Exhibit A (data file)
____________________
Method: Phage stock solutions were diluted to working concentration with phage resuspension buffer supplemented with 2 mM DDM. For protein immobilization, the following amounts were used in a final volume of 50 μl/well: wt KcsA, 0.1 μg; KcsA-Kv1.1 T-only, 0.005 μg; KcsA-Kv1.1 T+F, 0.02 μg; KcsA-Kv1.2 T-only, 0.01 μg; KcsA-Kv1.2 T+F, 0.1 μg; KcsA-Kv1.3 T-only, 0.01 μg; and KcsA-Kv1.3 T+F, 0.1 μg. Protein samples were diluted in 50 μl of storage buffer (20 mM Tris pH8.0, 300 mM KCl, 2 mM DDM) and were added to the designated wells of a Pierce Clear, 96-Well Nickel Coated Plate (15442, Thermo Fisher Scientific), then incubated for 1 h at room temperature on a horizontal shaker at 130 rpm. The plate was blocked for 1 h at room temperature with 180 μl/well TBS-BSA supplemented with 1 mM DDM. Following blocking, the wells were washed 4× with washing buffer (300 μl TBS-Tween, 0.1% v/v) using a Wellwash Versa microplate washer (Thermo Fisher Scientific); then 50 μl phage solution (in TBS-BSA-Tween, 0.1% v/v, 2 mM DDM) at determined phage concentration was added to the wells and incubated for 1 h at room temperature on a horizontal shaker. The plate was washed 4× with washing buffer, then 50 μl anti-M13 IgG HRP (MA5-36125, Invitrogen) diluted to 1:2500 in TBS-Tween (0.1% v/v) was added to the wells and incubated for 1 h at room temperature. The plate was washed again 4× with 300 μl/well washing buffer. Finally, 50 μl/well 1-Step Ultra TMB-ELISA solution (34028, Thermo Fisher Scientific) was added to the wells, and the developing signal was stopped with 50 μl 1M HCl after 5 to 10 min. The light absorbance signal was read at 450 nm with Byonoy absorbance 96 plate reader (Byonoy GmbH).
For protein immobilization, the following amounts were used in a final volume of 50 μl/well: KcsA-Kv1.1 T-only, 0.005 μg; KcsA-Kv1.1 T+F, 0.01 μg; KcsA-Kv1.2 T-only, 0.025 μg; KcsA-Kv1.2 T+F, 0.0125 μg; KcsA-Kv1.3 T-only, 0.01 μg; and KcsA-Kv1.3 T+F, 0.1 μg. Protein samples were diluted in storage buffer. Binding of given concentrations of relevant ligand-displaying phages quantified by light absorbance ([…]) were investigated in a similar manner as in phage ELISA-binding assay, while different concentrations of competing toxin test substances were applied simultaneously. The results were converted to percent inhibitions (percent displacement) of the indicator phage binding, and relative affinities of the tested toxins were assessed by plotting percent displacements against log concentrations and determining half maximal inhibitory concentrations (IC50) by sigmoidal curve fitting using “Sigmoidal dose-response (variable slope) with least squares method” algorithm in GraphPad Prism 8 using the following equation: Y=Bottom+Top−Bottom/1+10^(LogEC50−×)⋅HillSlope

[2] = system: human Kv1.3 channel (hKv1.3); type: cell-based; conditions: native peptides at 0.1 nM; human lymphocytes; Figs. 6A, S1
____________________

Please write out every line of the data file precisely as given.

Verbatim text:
Method: Phage stock solutions were diluted to working concentration with phage resuspension buffer supplemented with 2 mM DDM. For protein immobilization, the following amounts were used in a final volume of 50 μl/well: wt KcsA, 0.1 μg; KcsA-Kv1.1 T-only, 0.005 μg; KcsA-Kv1.1 T+F, 0.02 μg; KcsA-Kv1.2 T-only, 0.01 μg; KcsA-Kv1.2 T+F, 0.1 μg; KcsA-Kv1.3 T-only, 0.01 μg; and KcsA-Kv1.3 T+F, 0.1 μg. Protein samples were diluted in 50 μl of storage buffer (20 mM Tris pH8.0, 300 mM KCl, 2 mM DDM) and were added to the designated wells of a Pierce Clear, 96-Well Nickel Coated Plate (15442, Thermo Fisher Scientific), then incubated for 1 h at room temperature on a horizontal shaker at 130 rpm. The plate was blocked for 1 h at room temperature with 180 μl/well TBS-BSA supplemented with 1 mM DDM. Following blocking, the wells were washed 4× with washing buffer (300 μl TBS-Tween, 0.1% v/v) using a Wellwash Versa microplate washer (Thermo Fisher Scientific); then 50 μl phage solution (in TBS-BSA-Tween, 0.1% v/v, 2 mM DDM) at determined phage concentration was added to the wells and incubated for 1 h at room temperature on a horizontal shaker. The plate was washed 4× with washing buffer, then 50 μl anti-M13 IgG HRP (MA5-36125, Invitrogen) diluted to 1:2500 in TBS-Tween (0.1% v/v) was added to the wells and incubated for 1 h at room temperature. The plate was washed again 4× with 300 μl/well washing buffer. Finally, 50 μl/well 1-Step Ultra TMB-ELISA solution (34028, Thermo Fisher Scientific) was added to the wells, and the developing signal was stopped with 50 μl 1M HCl after 5 to 10 min. The light absorbance signal was read at 450 nm with Byonoy absorbance 96 plate reader (Byonoy GmbH).
For protein immobilization, the following amounts were used in a final volume of 50 μl/well: KcsA-Kv1.1 T-only, 0.005 μg; KcsA-Kv1.1 T+F, 0.01 μg; KcsA-Kv1.2 T-only, 0.025 μg; KcsA-Kv1.2 T+F, 0.0125 μg; KcsA-Kv1.3 T-only, 0.01 μg; and KcsA-Kv1.3 T+F, 0.1 μg. Protein samples were diluted in storage buffer. Binding of given concentrations of relevant ligand-displaying phages quantified by light absorbance ([…]) were investigated in a similar manner as in phage ELISA-binding assay, while different concentrations of competing toxin test substances were applied simultaneously. The results were converted to percent inhibitions (percent displacement) of the indicator phage binding, and relative affinities of the tested toxins were assessed by plotting percent displacements against log concentrations and determining half maximal inhibitory concentrations (IC50) by sigmoidal curve fitting using “Sigmoidal dose-response (variable slope) with least squares method” algorithm in GraphPad Prism 8 using the following equation: Y=Bottom+Top−Bottom/1+10^(LogEC50−×)⋅HillSlope

[2] = system: human Kv1.3 channel (hKv1.3); type: cell-based; conditions: native peptides at 0.1 nM; human lymphocytes; Figs. 6A, S1